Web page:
Prior research has argued that citizens with greater access to mass media receive greater benefits from targeted government welfare programs, but has not addressed these questions for public services such as in education and health. Using unique data from Benin, this paper finds that literacy rates among school children are higher in villages exposed to signals from a larger number of community radio stations. The effect is identified based on a “natural experiment” in the northern communes of Benin where within-commune variation in village access to radio stations is exogenous to observed and unobserved village characteristics. In contrast to prior research, the authors find that this media effect does not operate through government accountability: government inputs into village schools and household knowledge of government education policies are no different in villages with greater access to community radio. Instead, households with greater access are more likely to make financial investments in the education of their children.
From a recent World Bank policy research paper - Mass Media and Public Services : Effects of Radio Access on Public Access in Benin.
One of the interesting things that the authors draw out is the potential impact of advertising. Where government advertising dominates local radio station revenue streams this is likely to influence the content of radio stations perhaps further weakening the possibility of having programming that would hold government account. Access to non-government revenue therefore might be one way to minimise government capture and ensure their editorial independence. This does mean that urban radio stations are likely to be more independent than rural ones which because of their broader advertising revenue sources.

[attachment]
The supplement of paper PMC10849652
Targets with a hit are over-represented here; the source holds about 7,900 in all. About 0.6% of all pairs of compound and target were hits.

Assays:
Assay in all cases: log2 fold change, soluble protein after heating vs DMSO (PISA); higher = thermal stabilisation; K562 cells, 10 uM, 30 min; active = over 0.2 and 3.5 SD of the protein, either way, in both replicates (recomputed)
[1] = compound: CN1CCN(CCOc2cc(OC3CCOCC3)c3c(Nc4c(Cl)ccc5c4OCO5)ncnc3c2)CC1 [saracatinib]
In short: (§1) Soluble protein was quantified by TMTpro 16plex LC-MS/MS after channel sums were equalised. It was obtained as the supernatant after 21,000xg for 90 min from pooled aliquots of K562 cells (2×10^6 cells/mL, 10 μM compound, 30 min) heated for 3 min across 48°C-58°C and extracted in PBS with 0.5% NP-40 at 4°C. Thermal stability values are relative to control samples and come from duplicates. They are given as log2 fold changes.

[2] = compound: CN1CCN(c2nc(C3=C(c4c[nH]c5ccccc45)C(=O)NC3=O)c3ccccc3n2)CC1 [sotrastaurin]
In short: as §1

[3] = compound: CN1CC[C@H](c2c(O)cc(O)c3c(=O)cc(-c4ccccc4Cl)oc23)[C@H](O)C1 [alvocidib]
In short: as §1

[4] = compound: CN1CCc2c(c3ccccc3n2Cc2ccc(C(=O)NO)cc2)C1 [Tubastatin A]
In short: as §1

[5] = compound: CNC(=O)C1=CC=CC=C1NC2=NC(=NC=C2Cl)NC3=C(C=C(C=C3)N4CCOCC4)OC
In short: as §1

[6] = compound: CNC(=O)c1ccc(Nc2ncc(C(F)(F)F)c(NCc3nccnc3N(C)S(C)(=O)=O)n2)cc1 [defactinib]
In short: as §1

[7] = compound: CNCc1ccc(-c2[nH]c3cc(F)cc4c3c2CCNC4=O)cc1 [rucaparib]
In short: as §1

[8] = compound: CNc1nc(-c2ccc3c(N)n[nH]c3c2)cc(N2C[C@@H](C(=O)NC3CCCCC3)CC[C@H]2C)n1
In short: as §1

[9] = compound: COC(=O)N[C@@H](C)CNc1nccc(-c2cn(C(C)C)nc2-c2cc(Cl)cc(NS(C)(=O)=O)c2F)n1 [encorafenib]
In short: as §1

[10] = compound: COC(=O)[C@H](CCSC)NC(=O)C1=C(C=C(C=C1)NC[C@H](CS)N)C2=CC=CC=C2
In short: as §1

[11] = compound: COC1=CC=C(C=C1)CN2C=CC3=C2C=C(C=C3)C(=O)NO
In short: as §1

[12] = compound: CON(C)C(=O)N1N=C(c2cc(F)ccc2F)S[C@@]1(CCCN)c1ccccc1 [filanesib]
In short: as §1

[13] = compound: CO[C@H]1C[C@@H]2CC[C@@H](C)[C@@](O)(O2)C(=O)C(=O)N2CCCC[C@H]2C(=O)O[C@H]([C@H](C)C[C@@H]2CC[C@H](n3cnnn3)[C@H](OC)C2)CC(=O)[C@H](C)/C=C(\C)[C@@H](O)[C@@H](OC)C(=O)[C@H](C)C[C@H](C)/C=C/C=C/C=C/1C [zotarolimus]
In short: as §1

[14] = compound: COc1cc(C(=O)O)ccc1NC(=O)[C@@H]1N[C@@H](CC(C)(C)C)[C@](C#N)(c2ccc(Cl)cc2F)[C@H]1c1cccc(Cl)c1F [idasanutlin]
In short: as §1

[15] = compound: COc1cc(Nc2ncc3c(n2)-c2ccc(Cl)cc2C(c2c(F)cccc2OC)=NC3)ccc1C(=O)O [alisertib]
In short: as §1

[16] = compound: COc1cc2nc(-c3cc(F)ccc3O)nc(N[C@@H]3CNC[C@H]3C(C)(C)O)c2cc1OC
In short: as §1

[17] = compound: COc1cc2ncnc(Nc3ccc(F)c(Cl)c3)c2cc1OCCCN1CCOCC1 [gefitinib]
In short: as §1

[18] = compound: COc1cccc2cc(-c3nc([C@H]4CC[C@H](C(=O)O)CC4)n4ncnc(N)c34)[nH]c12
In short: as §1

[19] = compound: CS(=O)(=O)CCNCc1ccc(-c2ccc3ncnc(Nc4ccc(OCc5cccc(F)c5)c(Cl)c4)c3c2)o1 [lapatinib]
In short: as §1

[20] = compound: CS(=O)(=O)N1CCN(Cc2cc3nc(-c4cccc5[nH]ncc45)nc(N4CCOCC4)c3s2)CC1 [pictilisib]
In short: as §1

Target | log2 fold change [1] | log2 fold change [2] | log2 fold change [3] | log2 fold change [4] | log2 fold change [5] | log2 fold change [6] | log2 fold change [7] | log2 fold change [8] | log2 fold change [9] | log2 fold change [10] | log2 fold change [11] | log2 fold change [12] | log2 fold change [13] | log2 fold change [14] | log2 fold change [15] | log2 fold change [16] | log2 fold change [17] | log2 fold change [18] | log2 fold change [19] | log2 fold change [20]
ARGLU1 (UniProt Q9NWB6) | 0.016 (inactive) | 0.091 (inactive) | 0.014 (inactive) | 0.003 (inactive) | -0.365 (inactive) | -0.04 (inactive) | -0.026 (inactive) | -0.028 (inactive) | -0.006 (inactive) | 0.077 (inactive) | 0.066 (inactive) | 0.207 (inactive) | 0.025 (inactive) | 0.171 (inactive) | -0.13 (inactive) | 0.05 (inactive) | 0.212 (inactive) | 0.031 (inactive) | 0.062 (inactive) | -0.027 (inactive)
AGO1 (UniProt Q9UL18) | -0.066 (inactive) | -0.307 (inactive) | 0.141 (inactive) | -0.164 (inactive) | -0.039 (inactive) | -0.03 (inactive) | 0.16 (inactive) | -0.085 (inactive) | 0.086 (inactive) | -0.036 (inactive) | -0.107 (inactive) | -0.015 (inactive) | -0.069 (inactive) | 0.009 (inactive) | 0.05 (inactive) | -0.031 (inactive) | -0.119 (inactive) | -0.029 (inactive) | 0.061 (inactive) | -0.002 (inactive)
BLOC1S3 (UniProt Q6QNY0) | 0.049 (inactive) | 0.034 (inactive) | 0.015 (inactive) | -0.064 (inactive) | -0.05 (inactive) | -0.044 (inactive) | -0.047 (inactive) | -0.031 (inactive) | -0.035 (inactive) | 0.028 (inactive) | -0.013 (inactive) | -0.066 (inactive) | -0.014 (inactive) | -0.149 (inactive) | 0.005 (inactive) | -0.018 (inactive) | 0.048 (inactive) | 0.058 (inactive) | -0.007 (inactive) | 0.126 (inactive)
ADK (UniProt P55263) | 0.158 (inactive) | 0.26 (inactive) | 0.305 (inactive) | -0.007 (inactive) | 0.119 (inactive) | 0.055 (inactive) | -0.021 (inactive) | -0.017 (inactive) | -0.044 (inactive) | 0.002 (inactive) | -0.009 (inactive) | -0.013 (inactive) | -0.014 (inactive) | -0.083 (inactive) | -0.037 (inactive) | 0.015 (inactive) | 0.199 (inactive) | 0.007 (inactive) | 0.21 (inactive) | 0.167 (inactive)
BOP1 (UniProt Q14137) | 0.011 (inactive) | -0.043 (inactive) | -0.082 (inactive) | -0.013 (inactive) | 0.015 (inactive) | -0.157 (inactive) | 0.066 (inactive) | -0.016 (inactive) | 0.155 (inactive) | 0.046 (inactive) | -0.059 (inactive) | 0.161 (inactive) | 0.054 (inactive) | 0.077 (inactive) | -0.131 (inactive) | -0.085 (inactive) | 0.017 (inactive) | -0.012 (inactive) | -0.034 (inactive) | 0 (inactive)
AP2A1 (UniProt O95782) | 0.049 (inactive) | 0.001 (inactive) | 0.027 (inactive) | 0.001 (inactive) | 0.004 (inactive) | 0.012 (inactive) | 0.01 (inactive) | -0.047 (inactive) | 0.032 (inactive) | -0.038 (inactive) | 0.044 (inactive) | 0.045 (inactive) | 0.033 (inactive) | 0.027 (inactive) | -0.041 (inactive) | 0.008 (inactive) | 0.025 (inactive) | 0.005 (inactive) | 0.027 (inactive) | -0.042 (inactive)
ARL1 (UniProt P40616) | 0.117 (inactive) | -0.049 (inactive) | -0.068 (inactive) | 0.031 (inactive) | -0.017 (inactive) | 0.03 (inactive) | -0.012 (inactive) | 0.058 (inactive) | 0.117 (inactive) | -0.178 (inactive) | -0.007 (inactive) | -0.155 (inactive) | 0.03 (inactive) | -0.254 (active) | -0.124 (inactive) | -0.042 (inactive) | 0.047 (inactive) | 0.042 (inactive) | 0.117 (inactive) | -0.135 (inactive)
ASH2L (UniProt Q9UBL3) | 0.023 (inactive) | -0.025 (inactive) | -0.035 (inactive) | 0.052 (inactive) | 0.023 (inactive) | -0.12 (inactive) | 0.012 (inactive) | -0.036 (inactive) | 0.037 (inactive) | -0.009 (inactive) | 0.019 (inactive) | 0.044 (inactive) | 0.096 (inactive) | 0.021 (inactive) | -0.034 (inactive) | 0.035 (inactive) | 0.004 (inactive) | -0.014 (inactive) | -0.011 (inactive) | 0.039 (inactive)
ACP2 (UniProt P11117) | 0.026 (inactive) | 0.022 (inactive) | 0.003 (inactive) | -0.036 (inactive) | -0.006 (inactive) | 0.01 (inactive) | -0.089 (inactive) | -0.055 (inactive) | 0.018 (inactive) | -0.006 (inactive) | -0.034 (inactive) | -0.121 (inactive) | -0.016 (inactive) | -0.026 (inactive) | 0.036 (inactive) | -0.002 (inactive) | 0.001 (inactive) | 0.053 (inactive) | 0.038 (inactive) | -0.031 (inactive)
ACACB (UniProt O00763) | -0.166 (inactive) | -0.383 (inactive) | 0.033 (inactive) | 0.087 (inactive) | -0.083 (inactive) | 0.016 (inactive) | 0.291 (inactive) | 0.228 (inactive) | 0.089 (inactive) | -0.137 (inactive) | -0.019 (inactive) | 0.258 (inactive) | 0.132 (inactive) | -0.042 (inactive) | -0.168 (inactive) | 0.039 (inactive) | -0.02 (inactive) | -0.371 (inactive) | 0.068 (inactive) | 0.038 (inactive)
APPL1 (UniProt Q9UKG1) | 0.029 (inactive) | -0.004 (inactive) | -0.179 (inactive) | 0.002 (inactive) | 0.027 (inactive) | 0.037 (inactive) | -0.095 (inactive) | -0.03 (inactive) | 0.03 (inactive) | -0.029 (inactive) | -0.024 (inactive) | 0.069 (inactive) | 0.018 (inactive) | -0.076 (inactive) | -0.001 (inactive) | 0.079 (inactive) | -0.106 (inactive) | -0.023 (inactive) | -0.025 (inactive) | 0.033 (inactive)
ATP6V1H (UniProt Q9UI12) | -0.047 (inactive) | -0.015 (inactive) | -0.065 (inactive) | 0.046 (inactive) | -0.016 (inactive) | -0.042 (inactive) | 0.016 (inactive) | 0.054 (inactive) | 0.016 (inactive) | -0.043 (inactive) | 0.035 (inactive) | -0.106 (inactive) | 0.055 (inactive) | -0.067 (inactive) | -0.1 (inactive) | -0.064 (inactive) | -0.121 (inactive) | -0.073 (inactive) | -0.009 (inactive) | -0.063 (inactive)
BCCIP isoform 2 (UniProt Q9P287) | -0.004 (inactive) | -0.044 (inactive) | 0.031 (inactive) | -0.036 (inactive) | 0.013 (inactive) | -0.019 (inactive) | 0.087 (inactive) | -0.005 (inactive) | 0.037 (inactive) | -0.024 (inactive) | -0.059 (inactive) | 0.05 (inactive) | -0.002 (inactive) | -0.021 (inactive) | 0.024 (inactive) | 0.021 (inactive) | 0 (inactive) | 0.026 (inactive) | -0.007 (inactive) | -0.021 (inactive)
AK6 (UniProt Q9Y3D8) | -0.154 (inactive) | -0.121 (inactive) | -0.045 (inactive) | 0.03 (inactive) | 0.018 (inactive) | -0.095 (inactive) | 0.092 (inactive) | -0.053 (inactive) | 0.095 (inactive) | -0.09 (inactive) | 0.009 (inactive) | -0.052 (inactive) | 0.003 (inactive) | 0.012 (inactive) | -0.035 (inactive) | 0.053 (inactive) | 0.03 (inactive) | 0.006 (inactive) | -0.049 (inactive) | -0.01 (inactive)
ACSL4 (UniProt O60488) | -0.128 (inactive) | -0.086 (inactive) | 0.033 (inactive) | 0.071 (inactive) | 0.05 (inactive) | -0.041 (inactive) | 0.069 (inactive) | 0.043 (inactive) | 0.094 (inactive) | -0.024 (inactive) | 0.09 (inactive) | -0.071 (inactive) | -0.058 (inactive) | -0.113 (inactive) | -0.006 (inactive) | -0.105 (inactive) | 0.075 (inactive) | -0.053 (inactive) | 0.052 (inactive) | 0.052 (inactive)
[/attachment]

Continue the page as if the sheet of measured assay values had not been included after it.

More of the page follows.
The other point related to the role of collective action. The authors note that what stops citizens from holding government accountable may not necessarily be lack of policy information. Rather the constraint might be weak incentives for collective action. For example their may coordination failure among citizens: citizens believe that all other citizens demand clientelist transfers from politicians rather than broad public goods, and therefore vote only the basis of clientelist performance. Such coordination failures may be linked to the absence of organizations, particularly political parties, capable of mobilizing citizens for collective action. In short for information to be useful local organisations need to emerge that uses it to push for change.
All of this matters to us because Zambia is experience something of a rise in local radio. We should continue to celebrate this development but also keep our eye on how to ensure that such radio stations are independent of government and local people start using the information to hold government to account. As the paper notes having more local radios does not necessarily lead to more accountability.